In written language, we have these magical little symbols called punctuation marks that help us pace our reading. When we see a comma, we insert a little half-pause into a sentence. When we see a period, we insert a full pause.
When we see a line break, we insert a slightly bigger pause, and one that signifies a change in topic or direction. But isn’t it interesting that we don’t exactly recreate these rules when we speak?
Verbal expression is so much more fluid and freeform. The way we speak is influenced by our upbringing, where we live and who we interact with most, our personality type, our mental and emotional state, and so on. In fact, we speak a little differently on any given day, in any given moment.
Image by Erwin Verbruggen, via Flickr
So, how does this relate to podcasting? Well, when you’re having a face-to-face conversation with someone, you’re usually mashing a whole lot of information together – what your interlocutor is saying, the pace she’s speaking at, her particular patterns of verbal filler, her body language, facial expression, and even personal energy (if you don’t mind my getting a little woo-woo for a moment).
The person you’re talking with might speak clearly or messily, but your brain will compensate as needed, jumping around from input to input and building a kind of “road map” of what’s happening in the conversation.
But of course, when you’re listening to a podcast, most of these inputs are stripped away, and you’re left with just a voice, saying things. With so little information for the brain to process, how do you give a listener that “road map?”
You do it with the careful use of pauses.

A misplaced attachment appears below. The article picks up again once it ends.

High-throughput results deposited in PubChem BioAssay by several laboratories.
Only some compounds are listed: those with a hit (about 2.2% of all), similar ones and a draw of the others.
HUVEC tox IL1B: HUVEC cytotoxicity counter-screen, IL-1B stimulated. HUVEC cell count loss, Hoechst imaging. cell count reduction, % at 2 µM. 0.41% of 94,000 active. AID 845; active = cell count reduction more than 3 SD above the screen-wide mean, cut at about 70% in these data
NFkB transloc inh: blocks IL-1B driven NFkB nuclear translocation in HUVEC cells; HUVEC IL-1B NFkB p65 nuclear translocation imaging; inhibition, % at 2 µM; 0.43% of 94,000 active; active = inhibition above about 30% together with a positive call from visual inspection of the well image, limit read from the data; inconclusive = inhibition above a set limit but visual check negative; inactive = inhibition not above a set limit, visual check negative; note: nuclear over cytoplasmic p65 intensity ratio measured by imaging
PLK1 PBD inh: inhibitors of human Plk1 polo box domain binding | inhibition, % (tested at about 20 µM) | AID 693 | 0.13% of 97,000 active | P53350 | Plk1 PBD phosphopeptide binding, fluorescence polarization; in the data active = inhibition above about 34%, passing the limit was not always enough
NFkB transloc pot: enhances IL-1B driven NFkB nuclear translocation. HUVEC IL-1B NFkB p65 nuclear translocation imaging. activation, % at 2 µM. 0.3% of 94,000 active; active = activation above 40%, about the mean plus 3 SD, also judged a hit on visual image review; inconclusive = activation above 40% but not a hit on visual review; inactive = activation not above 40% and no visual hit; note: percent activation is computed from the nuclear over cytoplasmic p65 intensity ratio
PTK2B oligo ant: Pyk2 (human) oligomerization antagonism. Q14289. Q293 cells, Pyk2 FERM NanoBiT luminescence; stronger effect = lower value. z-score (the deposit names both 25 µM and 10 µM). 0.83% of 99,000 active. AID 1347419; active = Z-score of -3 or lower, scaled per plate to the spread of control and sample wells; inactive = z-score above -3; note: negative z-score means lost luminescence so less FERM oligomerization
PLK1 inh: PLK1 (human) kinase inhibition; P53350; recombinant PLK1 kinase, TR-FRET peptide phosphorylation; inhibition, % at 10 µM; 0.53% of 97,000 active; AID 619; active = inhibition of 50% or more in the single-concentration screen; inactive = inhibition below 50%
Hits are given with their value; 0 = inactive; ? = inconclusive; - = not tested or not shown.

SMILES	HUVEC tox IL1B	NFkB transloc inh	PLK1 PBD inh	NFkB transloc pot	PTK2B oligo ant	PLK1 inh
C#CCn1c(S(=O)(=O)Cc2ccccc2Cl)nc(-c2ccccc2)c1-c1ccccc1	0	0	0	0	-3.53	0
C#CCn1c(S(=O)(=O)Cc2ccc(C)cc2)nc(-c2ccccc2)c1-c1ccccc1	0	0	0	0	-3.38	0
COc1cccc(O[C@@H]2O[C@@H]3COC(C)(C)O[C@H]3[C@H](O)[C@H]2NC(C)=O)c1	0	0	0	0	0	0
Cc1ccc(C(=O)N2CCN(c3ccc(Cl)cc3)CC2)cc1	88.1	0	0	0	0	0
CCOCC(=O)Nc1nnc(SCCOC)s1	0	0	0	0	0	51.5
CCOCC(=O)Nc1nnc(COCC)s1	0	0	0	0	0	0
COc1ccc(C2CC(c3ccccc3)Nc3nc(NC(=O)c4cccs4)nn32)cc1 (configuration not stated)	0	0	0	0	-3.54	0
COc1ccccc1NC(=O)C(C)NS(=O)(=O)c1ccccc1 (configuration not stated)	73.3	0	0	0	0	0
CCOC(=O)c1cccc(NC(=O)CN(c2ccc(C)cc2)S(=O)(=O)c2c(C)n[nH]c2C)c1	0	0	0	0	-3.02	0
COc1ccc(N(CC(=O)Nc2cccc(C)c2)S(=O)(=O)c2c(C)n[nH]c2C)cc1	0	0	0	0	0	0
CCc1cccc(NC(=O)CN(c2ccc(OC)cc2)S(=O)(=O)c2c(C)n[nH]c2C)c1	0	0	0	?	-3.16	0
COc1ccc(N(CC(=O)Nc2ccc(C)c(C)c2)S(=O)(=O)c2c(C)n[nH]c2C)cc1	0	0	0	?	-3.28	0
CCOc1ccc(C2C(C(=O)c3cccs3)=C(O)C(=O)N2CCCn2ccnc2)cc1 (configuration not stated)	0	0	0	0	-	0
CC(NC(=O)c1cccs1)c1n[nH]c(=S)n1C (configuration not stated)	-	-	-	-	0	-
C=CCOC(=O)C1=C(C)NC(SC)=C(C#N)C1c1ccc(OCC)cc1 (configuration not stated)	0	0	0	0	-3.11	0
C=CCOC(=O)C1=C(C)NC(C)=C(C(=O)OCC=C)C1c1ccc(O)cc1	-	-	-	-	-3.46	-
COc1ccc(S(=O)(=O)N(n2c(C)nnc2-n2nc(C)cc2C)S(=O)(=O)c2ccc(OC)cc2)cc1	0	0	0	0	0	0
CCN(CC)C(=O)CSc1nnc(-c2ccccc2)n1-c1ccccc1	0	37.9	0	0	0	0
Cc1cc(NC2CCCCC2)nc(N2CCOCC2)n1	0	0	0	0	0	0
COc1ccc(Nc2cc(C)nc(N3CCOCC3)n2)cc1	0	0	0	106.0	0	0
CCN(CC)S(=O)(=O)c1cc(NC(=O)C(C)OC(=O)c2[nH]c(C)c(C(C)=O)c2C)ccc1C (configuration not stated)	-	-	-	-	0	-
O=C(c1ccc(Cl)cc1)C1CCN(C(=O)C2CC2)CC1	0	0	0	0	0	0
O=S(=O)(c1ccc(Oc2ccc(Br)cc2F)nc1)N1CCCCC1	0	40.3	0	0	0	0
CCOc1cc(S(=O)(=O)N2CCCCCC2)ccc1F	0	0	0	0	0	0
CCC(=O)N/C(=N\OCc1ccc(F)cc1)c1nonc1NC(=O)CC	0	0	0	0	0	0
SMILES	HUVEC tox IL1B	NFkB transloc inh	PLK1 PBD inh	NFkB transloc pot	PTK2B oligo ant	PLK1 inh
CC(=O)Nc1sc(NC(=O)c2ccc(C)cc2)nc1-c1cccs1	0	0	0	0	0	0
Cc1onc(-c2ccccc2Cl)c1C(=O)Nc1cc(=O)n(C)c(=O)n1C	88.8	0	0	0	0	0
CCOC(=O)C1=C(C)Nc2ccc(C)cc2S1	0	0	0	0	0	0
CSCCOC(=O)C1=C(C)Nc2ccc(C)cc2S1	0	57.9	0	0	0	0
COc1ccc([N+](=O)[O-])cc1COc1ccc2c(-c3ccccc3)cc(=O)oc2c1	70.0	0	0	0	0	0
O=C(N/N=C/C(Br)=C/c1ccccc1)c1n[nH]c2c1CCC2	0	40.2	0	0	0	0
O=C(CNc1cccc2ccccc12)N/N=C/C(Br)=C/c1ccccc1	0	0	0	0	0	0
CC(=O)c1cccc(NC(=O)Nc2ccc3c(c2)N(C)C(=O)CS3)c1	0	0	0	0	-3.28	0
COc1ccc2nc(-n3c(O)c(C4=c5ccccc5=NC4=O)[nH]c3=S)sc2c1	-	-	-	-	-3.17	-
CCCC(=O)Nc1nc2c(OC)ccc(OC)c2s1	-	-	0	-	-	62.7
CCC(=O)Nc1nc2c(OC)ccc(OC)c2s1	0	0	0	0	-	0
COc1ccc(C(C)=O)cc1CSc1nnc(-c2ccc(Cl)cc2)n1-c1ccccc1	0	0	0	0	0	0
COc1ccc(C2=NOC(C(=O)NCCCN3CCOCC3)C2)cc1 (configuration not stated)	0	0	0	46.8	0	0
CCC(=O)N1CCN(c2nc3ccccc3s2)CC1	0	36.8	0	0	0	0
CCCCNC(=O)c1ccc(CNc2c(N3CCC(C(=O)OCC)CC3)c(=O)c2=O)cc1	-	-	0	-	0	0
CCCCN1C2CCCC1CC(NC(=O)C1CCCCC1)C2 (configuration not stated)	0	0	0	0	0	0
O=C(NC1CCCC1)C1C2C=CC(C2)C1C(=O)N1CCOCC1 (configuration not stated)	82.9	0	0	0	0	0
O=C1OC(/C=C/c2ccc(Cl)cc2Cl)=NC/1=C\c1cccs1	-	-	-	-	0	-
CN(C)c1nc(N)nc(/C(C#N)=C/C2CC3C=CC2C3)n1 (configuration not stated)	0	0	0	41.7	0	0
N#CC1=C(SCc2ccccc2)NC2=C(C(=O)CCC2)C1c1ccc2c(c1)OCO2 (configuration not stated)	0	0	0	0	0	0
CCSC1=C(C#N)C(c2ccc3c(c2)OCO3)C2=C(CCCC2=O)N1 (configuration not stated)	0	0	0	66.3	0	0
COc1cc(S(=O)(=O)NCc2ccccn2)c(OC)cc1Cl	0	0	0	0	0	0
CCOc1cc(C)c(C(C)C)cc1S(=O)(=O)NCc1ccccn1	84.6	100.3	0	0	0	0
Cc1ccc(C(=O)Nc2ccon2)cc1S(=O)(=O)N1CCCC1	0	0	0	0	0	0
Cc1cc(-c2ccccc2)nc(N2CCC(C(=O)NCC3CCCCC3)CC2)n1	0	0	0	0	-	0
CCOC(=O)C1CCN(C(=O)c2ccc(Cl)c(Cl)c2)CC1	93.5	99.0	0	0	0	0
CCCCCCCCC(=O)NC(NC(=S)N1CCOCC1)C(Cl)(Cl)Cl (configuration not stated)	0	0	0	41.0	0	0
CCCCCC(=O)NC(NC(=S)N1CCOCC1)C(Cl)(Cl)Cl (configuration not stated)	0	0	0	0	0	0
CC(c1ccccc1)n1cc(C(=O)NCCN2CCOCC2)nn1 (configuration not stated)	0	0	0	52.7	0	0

Pauses are magical; they take whatever you just said and render it twice as important. They also give a listener’s brain a chance to process the point you just made before you go on to make the next one. (Which is useful, because many of us process auditory information more slowly than visual information.)
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When I make a podcast, I spend a lot of time adjusting those pauses. When my guest says something really amazing but then immediately starts another sentence, I insert a little silence between them, so you can take in the full weight of the amazing thing they said.
If my guest is telling a long story, I carefully insert a little silence at each of the pivotal points, so you can more easily hear the emotional arc of that story. If my guest happens to change topics in the middle of an answer, I insert a pause to signify the change.
If my guest is a naturally fast speaker, I insert a little space here and there, so you don’t get tired trying to follow the rapid flow of speech. If my guest is a naturally slow speaker, I might even close up some of the pauses, so you don’t lose the impact of what’s being said.
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…And those little musical interludes I put in my podcasts? They’re a kind of pause, too. I insert them at points in the interview where we’re just finishing up one idea and are about to switch to another. I want you to have a chance to process what just happened in the interview, and get ready for what’s coming next.
It’s a subtle art, pausing. And interestingly, even after spending the last seven years adding pauses to podcasts, I still struggle to add them effectively to my verbal speech. I’m pretty comfortable pausing when I’m speaking in front of an audience, but in regular old conversation, nope.
The next time you listen to a CraftyPod podcast, see if you can hear the “road map” of pauses at work! And, wanna see more from this Podcasting Tricks series?